Send a warm email to the company in order to inform them of your interest in proofreading for them. Make sure you are aware of current events, such as having COVID-19 etiquette during the current pandemic. Make sure you are both friendly and professional.

I had some fun reaching out to potential proofreading companies: I liked to add at the end of my missives: “P.S.: Forgot to mention, I never make mistakes.”

Don’t be afraid to cold call/email companies even if they aren’t hiring. Don’t hear back? Email or call again. This is a standard business convention.

Paid to proofread

So there you have it, three easy steps to get you on the right proofreading professional track. Always remember that the internet is your oyster. Building experiences means building referrals which results in more proofreading gigs.

Before you know it, you’ll be getting paid to sit on a beach and proofread a piece from your favorite genre.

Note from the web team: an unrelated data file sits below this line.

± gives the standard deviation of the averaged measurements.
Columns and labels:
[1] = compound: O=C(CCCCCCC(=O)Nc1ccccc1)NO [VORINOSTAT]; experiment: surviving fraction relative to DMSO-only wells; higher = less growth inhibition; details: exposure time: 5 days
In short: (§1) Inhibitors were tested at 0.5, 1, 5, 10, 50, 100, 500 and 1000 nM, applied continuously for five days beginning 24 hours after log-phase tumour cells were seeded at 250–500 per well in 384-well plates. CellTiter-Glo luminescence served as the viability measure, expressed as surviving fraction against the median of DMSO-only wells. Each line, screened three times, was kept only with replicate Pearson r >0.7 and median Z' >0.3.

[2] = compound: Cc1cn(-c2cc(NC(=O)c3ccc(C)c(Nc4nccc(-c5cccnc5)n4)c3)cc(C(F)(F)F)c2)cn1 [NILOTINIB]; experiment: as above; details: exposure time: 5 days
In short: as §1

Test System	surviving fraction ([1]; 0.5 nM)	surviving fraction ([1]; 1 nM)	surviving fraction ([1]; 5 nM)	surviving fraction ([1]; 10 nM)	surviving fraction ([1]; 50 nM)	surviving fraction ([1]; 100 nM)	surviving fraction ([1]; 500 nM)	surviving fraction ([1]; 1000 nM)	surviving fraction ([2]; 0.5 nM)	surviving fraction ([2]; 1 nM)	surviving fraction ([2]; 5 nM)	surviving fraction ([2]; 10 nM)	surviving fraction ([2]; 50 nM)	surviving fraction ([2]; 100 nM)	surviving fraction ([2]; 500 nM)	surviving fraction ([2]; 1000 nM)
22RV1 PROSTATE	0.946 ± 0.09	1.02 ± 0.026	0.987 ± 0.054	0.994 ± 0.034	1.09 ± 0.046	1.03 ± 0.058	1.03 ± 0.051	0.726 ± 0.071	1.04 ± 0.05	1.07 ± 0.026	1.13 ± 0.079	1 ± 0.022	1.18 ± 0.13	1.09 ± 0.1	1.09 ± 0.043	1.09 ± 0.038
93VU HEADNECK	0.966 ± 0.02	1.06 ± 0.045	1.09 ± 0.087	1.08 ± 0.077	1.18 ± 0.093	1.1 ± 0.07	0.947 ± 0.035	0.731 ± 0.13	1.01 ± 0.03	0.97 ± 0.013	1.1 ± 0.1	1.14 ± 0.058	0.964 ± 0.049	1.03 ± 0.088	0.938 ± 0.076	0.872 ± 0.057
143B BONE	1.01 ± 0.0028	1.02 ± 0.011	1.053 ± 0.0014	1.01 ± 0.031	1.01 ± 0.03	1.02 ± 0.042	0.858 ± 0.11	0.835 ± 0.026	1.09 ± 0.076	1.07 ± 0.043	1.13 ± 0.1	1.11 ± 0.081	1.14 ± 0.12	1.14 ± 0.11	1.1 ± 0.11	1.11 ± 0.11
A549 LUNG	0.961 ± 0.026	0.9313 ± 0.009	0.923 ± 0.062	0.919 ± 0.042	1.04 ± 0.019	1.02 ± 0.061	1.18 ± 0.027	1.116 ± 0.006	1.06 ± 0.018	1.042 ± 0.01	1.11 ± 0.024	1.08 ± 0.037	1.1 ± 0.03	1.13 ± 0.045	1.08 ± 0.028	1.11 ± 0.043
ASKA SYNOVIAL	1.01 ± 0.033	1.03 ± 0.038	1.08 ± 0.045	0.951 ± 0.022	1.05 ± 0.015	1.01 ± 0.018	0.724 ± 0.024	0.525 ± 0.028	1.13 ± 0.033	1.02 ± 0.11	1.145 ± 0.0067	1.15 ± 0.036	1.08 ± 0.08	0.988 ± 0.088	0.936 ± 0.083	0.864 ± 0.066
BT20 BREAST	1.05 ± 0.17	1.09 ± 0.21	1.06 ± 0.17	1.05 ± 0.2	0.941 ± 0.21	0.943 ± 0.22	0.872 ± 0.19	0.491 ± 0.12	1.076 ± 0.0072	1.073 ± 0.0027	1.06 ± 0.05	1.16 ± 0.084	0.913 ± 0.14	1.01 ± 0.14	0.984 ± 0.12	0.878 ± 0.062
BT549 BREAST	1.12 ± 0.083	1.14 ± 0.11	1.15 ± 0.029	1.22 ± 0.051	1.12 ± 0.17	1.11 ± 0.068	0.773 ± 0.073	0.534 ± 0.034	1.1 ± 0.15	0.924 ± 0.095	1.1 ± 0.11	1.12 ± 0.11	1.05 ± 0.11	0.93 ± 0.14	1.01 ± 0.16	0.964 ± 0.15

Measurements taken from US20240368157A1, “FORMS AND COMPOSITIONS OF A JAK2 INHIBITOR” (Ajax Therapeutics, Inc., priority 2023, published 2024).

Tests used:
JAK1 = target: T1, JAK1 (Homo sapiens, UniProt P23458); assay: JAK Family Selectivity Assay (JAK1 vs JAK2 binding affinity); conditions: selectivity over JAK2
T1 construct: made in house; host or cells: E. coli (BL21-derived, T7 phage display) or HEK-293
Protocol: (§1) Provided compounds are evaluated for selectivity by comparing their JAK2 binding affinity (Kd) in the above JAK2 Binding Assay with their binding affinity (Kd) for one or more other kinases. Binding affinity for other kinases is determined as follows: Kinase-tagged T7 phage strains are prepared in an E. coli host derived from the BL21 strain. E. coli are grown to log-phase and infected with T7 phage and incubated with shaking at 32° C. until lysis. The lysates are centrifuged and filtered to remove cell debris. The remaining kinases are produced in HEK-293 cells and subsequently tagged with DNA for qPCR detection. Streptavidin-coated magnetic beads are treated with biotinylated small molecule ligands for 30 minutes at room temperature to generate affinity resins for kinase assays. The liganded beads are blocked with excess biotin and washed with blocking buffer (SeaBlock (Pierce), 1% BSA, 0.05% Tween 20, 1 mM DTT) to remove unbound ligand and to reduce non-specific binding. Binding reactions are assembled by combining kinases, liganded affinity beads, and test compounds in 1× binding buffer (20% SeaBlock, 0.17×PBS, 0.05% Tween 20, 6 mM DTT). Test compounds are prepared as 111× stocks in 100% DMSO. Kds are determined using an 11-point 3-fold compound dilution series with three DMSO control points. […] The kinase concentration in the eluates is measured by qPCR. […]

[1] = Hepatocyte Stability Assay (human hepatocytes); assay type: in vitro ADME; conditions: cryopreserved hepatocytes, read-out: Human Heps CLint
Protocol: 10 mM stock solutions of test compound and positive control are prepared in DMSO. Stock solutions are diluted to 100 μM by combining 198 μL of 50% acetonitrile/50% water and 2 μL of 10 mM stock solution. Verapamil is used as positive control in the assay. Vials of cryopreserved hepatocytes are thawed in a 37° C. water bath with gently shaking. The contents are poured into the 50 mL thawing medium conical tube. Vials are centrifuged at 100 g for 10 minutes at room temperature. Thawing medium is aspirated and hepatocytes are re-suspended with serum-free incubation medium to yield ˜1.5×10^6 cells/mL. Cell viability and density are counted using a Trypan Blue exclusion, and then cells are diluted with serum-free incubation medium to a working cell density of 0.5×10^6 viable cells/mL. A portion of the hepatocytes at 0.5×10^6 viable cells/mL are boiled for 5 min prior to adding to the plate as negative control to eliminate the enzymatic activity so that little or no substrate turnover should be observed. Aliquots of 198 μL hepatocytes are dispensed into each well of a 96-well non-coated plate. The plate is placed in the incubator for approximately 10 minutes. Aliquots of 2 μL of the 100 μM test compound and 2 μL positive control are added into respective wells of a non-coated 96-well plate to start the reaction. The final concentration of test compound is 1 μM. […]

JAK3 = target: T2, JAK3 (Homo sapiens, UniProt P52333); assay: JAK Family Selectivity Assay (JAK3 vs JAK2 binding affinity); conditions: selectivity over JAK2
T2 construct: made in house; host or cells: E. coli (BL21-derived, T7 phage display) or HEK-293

I wish you all the best in your journey to discovering the gifted proofreader within yourself starting with these three steps.

Thank you, Sue!

Paid to proofread Sue

And I am back to thank her for taking time off her busy schedule to write us a guest post. You can follow and contact her through these links.

If you have something to add to Sue’s story, drop a comment here or send her a word of thanks on the social media. Both of us would love that.

Website | Facebook | Twitter | Instagram | Linkedin | Pinterest |

Also, if you are interested in writing a guest post for the independent publishing community, write to me right away. I am still accepting guest post submissions.

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Have you ever considered proofreading as a freelancing option? Are you good at catching errors in books, in general? Do these errors affect your reading flow? Let us talk.

8 Benefits of journaling for writers

Can beta readers steal your work?

One of the major concerns for indie authors when hiring a beta reader is about the safety of their manuscript. Can beta readers steal my work? Will they publish my manuscript as theirs? Will they rip my beloved characters off me? These questions must plague your mind, and for right reasons.